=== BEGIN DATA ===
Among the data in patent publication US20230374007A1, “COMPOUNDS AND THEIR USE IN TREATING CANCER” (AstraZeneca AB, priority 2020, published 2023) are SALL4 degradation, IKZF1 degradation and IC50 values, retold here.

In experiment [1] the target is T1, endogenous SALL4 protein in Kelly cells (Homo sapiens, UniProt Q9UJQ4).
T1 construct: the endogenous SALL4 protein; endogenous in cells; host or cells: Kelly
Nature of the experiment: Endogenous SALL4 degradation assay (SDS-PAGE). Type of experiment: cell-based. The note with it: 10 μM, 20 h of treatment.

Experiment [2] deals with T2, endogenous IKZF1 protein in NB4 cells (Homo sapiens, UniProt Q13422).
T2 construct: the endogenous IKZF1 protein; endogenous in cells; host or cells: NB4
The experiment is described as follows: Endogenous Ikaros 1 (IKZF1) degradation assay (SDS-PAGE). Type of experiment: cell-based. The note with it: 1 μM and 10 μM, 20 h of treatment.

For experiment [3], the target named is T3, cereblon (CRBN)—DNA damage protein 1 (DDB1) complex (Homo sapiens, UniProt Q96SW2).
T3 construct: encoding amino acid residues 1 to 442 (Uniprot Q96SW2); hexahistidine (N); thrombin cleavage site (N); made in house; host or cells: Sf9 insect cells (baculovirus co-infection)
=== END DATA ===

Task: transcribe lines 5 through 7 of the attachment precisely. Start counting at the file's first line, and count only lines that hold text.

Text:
Experiment [2] deals with T2, endogenous IKZF1 protein in NB4 cells (Homo sapiens, UniProt Q13422).
T2 construct: the endogenous IKZF1 protein; endogenous in cells; host or cells: NB4
The experiment is described as follows: Endogenous Ikaros 1 (IKZF1) degradation assay (SDS-PAGE). Type of experiment: cell-based. The note with it: 1 μM and 10 μM, 20 h of treatment.